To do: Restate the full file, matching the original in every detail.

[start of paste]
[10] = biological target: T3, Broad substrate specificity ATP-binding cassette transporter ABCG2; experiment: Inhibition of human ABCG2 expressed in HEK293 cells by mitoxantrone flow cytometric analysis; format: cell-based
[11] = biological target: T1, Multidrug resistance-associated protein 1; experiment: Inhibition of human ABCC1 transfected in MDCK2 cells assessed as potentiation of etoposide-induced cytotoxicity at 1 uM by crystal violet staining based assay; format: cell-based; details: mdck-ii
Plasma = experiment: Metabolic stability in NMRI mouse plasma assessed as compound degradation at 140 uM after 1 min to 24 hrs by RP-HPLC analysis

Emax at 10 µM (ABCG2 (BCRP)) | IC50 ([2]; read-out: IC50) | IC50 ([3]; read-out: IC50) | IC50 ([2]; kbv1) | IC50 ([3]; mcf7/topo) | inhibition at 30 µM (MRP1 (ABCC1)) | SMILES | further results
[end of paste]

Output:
[10] = biological target: T3, Broad substrate specificity ATP-binding cassette transporter ABCG2; experiment: Inhibition of human ABCG2 expressed in HEK293 cells by mitoxantrone flow cytometric analysis; format: cell-based
[11] = biological target: T1, Multidrug resistance-associated protein 1; experiment: Inhibition of human ABCC1 transfected in MDCK2 cells assessed as potentiation of etoposide-induced cytotoxicity at 1 uM by crystal violet staining based assay; format: cell-based; details: mdck-ii
Plasma = experiment: Metabolic stability in NMRI mouse plasma assessed as compound degradation at 140 uM after 1 min to 24 hrs by RP-HPLC analysis

Emax at 10 µM (ABCG2 (BCRP)) | IC50 ([2]; read-out: IC50) | IC50 ([3]; read-out: IC50) | IC50 ([2]; kbv1) | IC50 ([3]; mcf7/topo) | inhibition at 30 µM (MRP1 (ABCC1)) | SMILES | further results